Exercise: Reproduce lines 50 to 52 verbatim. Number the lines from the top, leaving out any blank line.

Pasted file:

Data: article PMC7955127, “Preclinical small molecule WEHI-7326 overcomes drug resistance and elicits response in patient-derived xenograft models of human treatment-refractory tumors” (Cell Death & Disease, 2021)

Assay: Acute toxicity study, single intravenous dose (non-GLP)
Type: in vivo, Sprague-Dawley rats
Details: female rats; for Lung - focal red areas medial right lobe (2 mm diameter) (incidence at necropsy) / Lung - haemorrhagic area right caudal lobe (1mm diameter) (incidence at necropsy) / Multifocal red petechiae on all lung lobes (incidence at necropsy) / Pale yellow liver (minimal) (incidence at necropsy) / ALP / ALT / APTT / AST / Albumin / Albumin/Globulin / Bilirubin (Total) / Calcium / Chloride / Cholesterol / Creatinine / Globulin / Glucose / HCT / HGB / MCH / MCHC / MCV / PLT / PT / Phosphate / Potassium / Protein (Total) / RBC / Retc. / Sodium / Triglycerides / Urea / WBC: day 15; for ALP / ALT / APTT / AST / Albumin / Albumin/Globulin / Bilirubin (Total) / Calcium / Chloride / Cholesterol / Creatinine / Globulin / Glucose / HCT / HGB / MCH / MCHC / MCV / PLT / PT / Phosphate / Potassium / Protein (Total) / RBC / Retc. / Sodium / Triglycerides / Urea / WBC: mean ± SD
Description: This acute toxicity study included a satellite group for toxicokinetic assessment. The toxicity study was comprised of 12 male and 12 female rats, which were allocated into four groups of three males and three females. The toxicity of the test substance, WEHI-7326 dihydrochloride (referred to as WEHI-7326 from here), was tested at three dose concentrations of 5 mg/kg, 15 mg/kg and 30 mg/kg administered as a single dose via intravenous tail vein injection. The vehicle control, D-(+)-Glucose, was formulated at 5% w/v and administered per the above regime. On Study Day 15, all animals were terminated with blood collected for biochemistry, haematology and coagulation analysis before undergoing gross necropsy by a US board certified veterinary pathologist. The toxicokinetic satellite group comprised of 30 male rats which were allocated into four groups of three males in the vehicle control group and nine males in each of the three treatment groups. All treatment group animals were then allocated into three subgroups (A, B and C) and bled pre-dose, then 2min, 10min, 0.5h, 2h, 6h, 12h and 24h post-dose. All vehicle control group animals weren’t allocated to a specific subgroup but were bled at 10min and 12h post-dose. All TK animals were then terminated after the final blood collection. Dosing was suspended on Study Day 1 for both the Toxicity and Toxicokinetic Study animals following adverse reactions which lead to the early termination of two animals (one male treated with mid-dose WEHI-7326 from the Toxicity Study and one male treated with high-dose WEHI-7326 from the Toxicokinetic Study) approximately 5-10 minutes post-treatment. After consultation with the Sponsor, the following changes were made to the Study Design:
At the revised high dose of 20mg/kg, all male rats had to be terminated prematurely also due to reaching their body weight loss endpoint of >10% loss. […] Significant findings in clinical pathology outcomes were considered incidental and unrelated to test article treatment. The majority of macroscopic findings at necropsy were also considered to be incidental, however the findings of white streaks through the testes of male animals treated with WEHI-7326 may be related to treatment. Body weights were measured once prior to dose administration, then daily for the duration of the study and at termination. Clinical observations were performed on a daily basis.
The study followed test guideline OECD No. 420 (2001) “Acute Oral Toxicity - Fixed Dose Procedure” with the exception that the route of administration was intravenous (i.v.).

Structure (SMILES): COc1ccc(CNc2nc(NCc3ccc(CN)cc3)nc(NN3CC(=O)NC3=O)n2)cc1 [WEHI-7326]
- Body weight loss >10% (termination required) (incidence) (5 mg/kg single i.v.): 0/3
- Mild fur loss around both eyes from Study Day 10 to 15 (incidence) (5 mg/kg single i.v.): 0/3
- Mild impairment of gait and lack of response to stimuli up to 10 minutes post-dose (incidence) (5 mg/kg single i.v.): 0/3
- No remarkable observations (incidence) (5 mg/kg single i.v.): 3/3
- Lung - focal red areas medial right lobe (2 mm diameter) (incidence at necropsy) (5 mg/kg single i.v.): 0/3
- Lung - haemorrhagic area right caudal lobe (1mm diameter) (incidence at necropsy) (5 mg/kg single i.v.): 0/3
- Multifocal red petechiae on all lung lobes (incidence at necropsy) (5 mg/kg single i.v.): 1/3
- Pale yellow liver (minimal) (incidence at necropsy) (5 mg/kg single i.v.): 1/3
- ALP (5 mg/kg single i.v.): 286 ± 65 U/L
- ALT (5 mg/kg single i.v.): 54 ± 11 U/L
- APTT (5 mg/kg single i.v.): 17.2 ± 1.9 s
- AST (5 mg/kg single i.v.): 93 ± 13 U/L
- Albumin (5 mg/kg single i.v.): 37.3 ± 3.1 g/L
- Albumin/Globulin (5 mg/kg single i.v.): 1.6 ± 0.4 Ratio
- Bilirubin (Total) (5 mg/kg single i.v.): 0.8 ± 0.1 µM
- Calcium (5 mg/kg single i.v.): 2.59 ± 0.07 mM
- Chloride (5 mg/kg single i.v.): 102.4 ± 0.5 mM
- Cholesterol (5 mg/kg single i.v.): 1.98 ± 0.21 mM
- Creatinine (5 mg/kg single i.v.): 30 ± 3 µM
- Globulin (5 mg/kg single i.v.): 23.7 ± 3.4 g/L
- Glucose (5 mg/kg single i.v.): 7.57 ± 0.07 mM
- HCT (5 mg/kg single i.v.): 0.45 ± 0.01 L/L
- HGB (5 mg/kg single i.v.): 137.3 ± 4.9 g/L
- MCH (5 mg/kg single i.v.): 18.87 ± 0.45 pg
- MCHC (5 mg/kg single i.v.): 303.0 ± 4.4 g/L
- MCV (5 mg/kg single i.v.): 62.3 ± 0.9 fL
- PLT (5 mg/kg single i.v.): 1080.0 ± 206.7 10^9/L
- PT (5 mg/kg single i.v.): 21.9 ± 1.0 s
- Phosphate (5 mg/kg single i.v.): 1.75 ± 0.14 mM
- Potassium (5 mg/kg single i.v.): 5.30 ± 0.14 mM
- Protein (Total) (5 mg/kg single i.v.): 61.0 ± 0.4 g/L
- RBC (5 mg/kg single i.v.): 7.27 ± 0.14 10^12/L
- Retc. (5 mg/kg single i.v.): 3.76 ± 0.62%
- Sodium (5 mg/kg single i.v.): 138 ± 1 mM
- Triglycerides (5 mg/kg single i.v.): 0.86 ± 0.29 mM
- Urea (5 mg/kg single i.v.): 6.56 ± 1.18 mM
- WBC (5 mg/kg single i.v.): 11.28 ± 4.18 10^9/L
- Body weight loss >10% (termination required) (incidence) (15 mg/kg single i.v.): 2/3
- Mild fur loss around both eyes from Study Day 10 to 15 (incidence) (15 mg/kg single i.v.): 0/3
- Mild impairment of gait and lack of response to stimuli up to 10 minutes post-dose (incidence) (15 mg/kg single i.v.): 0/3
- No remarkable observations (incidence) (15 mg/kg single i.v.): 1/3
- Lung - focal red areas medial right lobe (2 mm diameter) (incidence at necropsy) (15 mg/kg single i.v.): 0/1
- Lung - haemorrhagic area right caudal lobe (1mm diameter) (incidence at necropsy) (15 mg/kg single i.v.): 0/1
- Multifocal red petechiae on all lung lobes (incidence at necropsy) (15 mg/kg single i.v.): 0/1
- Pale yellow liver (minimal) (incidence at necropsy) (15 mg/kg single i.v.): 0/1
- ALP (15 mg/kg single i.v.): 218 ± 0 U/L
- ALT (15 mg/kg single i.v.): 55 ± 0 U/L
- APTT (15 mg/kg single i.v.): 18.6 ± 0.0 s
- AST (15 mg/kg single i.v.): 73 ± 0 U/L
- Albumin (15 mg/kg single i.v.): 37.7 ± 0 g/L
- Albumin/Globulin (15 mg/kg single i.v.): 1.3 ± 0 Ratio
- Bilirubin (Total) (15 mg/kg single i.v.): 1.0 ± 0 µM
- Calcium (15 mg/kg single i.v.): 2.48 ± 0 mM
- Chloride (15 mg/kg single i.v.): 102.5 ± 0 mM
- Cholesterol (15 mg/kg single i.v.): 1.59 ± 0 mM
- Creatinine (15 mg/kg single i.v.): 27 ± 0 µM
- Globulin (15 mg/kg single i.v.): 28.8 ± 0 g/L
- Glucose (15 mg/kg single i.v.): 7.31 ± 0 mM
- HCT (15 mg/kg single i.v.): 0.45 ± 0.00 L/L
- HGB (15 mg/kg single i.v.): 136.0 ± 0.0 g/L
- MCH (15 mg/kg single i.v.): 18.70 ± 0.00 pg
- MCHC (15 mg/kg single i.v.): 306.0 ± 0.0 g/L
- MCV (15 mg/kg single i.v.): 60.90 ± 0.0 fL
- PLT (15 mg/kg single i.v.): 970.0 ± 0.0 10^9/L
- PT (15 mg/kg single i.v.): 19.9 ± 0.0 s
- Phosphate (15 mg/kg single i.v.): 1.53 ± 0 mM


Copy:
- Lung - focal red areas medial right lobe (2 mm diameter) (incidence at necropsy) (15 mg/kg single i.v.): 0/1
- Lung - haemorrhagic area right caudal lobe (1mm diameter) (incidence at necropsy) (15 mg/kg single i.v.): 0/1
- Multifocal red petechiae on all lung lobes (incidence at necropsy) (15 mg/kg single i.v.): 0/1